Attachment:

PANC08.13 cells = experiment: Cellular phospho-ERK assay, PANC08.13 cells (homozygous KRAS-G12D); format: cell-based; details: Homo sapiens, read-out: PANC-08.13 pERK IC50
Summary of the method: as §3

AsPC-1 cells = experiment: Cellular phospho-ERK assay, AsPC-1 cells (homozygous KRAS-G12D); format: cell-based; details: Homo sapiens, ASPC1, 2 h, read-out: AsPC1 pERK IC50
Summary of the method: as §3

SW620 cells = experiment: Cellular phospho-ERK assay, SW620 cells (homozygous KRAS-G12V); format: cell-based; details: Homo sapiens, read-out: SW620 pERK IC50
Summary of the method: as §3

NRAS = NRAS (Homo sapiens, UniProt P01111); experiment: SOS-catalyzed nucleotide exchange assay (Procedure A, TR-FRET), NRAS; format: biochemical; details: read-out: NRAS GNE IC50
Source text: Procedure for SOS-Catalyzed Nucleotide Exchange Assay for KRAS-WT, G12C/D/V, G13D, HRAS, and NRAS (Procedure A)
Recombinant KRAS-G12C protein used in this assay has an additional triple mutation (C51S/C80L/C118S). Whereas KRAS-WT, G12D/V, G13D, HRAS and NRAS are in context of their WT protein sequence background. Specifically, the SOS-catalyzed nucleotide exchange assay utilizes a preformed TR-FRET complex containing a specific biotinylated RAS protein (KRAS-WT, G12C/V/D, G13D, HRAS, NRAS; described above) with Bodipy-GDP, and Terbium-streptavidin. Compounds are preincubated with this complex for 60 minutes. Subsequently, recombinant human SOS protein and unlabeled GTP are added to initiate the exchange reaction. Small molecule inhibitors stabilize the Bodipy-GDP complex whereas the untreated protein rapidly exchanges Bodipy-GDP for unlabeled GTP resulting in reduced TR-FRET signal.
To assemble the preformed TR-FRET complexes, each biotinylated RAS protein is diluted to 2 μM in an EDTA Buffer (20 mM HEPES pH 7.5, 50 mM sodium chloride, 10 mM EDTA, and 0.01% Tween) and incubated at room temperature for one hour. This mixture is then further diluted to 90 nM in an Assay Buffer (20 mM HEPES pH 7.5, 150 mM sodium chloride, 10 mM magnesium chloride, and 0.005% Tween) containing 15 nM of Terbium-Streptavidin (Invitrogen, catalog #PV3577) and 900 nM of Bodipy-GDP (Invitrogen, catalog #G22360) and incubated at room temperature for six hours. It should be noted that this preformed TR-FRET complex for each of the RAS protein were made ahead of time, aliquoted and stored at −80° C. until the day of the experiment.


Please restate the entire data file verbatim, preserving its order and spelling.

PANC08.13 cells = experiment: Cellular phospho-ERK assay, PANC08.13 cells (homozygous KRAS-G12D); format: cell-based; details: Homo sapiens, read-out: PANC-08.13 pERK IC50
Summary of the method: as §3

AsPC-1 cells = experiment: Cellular phospho-ERK assay, AsPC-1 cells (homozygous KRAS-G12D); format: cell-based; details: Homo sapiens, ASPC1, 2 h, read-out: AsPC1 pERK IC50
Summary of the method: as §3

SW620 cells = experiment: Cellular phospho-ERK assay, SW620 cells (homozygous KRAS-G12V); format: cell-based; details: Homo sapiens, read-out: SW620 pERK IC50
Summary of the method: as §3

NRAS = NRAS (Homo sapiens, UniProt P01111); experiment: SOS-catalyzed nucleotide exchange assay (Procedure A, TR-FRET), NRAS; format: biochemical; details: read-out: NRAS GNE IC50
Source text: Procedure for SOS-Catalyzed Nucleotide Exchange Assay for KRAS-WT, G12C/D/V, G13D, HRAS, and NRAS (Procedure A)
Recombinant KRAS-G12C protein used in this assay has an additional triple mutation (C51S/C80L/C118S). Whereas KRAS-WT, G12D/V, G13D, HRAS and NRAS are in context of their WT protein sequence background. Specifically, the SOS-catalyzed nucleotide exchange assay utilizes a preformed TR-FRET complex containing a specific biotinylated RAS protein (KRAS-WT, G12C/V/D, G13D, HRAS, NRAS; described above) with Bodipy-GDP, and Terbium-streptavidin. Compounds are preincubated with this complex for 60 minutes. Subsequently, recombinant human SOS protein and unlabeled GTP are added to initiate the exchange reaction. Small molecule inhibitors stabilize the Bodipy-GDP complex whereas the untreated protein rapidly exchanges Bodipy-GDP for unlabeled GTP resulting in reduced TR-FRET signal.
To assemble the preformed TR-FRET complexes, each biotinylated RAS protein is diluted to 2 μM in an EDTA Buffer (20 mM HEPES pH 7.5, 50 mM sodium chloride, 10 mM EDTA, and 0.01% Tween) and incubated at room temperature for one hour. This mixture is then further diluted to 90 nM in an Assay Buffer (20 mM HEPES pH 7.5, 150 mM sodium chloride, 10 mM magnesium chloride, and 0.005% Tween) containing 15 nM of Terbium-Streptavidin (Invitrogen, catalog #PV3577) and 900 nM of Bodipy-GDP (Invitrogen, catalog #G22360) and incubated at room temperature for six hours. It should be noted that this preformed TR-FRET complex for each of the RAS protein were made ahead of time, aliquoted and stored at −80° C. until the day of the experiment.